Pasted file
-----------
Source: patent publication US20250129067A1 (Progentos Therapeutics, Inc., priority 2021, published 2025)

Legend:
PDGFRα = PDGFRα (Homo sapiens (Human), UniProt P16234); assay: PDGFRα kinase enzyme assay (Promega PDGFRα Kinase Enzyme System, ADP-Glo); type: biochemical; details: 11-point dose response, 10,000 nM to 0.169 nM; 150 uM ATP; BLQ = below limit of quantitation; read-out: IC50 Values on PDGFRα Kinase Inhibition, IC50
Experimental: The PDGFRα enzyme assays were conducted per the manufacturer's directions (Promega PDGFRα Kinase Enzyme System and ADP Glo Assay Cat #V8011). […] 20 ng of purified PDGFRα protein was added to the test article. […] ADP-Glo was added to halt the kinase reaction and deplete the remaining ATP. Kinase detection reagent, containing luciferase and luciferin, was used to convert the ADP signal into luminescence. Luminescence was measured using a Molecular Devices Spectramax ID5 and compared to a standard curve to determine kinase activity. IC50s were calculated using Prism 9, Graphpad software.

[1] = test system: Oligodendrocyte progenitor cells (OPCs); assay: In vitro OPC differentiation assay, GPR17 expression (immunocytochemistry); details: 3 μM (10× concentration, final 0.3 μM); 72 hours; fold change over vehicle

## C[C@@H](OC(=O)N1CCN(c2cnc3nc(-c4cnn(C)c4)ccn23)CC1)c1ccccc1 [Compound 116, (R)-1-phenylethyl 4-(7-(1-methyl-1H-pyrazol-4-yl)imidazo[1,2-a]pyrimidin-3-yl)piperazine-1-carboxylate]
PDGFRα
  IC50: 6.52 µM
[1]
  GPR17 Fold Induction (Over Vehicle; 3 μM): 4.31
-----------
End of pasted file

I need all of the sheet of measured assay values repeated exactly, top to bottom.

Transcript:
Source: patent publication US20250129067A1 (Progentos Therapeutics, Inc., priority 2021, published 2025)

Legend:
PDGFRα = PDGFRα (Homo sapiens (Human), UniProt P16234); assay: PDGFRα kinase enzyme assay (Promega PDGFRα Kinase Enzyme System, ADP-Glo); type: biochemical; details: 11-point dose response, 10,000 nM to 0.169 nM; 150 uM ATP; BLQ = below limit of quantitation; read-out: IC50 Values on PDGFRα Kinase Inhibition, IC50
Experimental: The PDGFRα enzyme assays were conducted per the manufacturer's directions (Promega PDGFRα Kinase Enzyme System and ADP Glo Assay Cat #V8011). […] 20 ng of purified PDGFRα protein was added to the test article. […] ADP-Glo was added to halt the kinase reaction and deplete the remaining ATP. Kinase detection reagent, containing luciferase and luciferin, was used to convert the ADP signal into luminescence. Luminescence was measured using a Molecular Devices Spectramax ID5 and compared to a standard curve to determine kinase activity. IC50s were calculated using Prism 9, Graphpad software.

[1] = test system: Oligodendrocyte progenitor cells (OPCs); assay: In vitro OPC differentiation assay, GPR17 expression (immunocytochemistry); details: 3 μM (10× concentration, final 0.3 μM); 72 hours; fold change over vehicle

## C[C@@H](OC(=O)N1CCN(c2cnc3nc(-c4cnn(C)c4)ccn23)CC1)c1ccccc1 [Compound 116, (R)-1-phenylethyl 4-(7-(1-methyl-1H-pyrazol-4-yl)imidazo[1,2-a]pyrimidin-3-yl)piperazine-1-carboxylate]
PDGFRα
  IC50: 6.52 µM
[1]
  GPR17 Fold Induction (Over Vehicle; 3 μM): 4.31